Individuals May Benefit from Additional Exclusions, Deductions and Credits

Tax & Economic Provisions of 2021 Stimulus | January 2021

Many of the provisions target additional relief related to the COVID pandemic, including the second stimulus payments. Although not specifically a tax provision, the filing of the 2020 tax return will be one mechanism certain taxpayers may utilize to receive any additional stimulus payment due. Some of the other more relevant forms of relief are discussed below.

Educators (kindergarten through the 12th grade) are allowed a deduction in arriving at adjusted gross income (AGI) for certain unreimbursed business expenses, not to exceed $250 a year. The Act provides that qualified expenses will now include personal protective equipment, disinfectant and other supplies used for the prevention of the spread of COVID-19, as long as these expenses are paid after March 12, 2020.

In the area of higher education, the Act repeals (by not extending) the deduction for AGI of qualified tuition and other qualified higher education expenses. This deduction was originally set to expire at the end of 2017 but had been extended for each of 2018, 2019 and 2020.

In addition, under pre-CARES and pre-ACT, qualified education assistance provided by an employer was exempt from an employee’s gross income, up to a certain threshold. CARES expanded the definition of qualified education assistance to include student loan payments made either to the lender or the employee after March 27, 2020 and before January 1, 2021. The Act extends the inclusion of these loan payments in the definition of qualified education assistance through December 31, 2025.

Although not specific to COVID but related to higher education, changes are in store for education credits, as well. Previously, the Lifetime Learning Credit (LLC) was subject to a lower phase-out range than the American Opportunity Tax Credit (AOTC). The Act provides that the LLC is now subject to the same, higher phase-out range as the AOTC.

Taxpayers within certain ranges of earned income are eligible for refundable child tax and earned income credits. Under the Act, taxpayers can elect to substitute earned income from 2019 for 2020, if the amount from 2019 is higher. This election may help taxpayers experiencing lower AGI in 2020 due to the pandemic.

The Act also enhances tax incentives for charitable giving.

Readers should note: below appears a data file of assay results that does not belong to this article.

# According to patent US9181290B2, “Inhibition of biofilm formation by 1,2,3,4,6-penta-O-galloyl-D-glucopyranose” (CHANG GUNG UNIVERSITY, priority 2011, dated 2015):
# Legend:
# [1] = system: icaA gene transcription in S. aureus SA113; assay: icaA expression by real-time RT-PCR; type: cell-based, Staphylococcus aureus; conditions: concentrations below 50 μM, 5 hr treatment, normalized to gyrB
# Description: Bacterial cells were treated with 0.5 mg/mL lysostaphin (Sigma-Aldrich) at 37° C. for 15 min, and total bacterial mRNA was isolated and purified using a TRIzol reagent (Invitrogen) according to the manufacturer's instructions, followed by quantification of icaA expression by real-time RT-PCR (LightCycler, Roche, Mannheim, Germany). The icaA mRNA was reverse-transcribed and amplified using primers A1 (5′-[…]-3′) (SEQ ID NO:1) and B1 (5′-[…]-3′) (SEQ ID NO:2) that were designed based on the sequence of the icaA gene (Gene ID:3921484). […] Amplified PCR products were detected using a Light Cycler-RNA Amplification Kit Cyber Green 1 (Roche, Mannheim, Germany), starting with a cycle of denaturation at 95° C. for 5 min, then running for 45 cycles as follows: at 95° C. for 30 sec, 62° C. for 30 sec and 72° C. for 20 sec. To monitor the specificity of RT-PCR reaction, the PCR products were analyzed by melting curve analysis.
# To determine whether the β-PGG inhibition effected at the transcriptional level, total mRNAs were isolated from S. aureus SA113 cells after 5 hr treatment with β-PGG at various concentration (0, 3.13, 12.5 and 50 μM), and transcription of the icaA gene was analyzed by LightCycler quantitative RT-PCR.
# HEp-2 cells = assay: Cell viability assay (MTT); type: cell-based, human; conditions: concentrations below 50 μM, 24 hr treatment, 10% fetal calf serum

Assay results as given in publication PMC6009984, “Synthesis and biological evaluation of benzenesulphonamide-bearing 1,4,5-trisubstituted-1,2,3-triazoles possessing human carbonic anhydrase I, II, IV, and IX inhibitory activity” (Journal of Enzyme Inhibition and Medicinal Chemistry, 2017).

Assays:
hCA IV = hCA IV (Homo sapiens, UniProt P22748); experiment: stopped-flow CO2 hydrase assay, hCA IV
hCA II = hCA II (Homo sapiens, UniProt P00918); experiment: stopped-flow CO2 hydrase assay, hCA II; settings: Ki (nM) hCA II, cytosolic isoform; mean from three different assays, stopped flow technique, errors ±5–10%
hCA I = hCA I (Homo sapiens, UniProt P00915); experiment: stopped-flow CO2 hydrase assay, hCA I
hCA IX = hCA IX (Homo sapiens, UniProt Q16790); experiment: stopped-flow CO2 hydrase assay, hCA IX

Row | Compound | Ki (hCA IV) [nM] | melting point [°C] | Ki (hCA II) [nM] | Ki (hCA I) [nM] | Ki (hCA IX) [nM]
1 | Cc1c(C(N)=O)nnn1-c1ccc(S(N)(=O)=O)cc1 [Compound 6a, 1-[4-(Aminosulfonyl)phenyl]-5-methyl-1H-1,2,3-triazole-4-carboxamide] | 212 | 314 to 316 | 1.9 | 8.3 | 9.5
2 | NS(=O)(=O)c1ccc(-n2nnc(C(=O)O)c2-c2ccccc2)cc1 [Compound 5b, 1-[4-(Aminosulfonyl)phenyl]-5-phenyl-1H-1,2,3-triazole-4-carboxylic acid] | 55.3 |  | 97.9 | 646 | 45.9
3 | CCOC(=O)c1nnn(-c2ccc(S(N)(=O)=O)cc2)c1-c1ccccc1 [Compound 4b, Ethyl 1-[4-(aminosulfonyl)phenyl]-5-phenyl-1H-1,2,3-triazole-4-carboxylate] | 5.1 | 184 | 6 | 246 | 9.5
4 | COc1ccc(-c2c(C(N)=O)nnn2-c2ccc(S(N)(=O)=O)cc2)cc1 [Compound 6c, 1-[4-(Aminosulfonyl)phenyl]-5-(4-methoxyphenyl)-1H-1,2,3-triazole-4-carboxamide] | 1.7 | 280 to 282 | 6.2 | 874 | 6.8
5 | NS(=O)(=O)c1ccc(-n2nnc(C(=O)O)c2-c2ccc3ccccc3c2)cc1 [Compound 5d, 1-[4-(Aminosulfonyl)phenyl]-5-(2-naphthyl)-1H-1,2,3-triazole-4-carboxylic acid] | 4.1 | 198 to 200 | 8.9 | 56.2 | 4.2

• CARES allows taxpayers who do not itemize their deductions to take up to a $300 deduction for AGI attributable to cash donations made to qualified charitable organizations in 2020. The Act extends this opportunity for cash donations made through December 31, 2021. The $300 limit remains intact.
  • In addition, CARES allowed taxpayers to substitute 100% for 60% when calculating the AGI limit for cash contributions made in 2020 to certain qualified charitable organizations. The Act extends this election for contributions made in 2021, as well.

Given the pandemic and disruption or loss of wages, medical costs currently represent a significant burden on many taxpayers. The Act contains four key provisions that provide some relief. The AGI threshold for deducting medical expenses from AGI was previously set to increase from 7.5% to 10% for tax years beginning after December 31, 2020. The Act makes the more beneficial 7.5% threshold permanent.

Also, the health coverage tax credit (HCTC) was due to expire December 31, 2020. The Act extends the HCTC, which provides a refundable credit to certain individuals for health insurance, through December 31, 2021. Individuals who participate in either health or dependent care flexible spending accounts (FSAs) through their employer now have a longer grace period to utilize unused benefits or contributions to these accounts. The Act allows employers to extend the grace period by 12 months for 2020 and 2021.

Accordingly, an employee now has until December 31, 2021 to utilize unused contributions to, and benefits from, an FSA in 2020. Likewise, an employee has until December 31, 2022 to utilize such unused contributions and benefits from an FSA in 2021. As noted, the employer must allow for these extended grace periods.

With regards to home ownership, prior tax law provided taxpayers an exclusion from gross income for forgiveness of qualified principal residence indebtedness up to $2 million ($1 million for married individuals filing separately). This exclusion would have expired for debt forgiveness arising after December 31, 2020. The Act extends this exclusion through December 31, 2025 but reduces the maximum amount to $750,000 ($375,000 for married individuals filing separately).

In addition, the Act extends for one year the itemized deduction for home mortgage insurance premiums. This deduction, which is subject to phase-out for higher-income taxpayers, would have expired at the end of 2020.

Finally, the Act extends the nonbusiness energy property credit by one year. This credit, which is available for purchases of qualifying energy property to be used in a taxpayer's principal residence, was also set to expire at the end of 2020.






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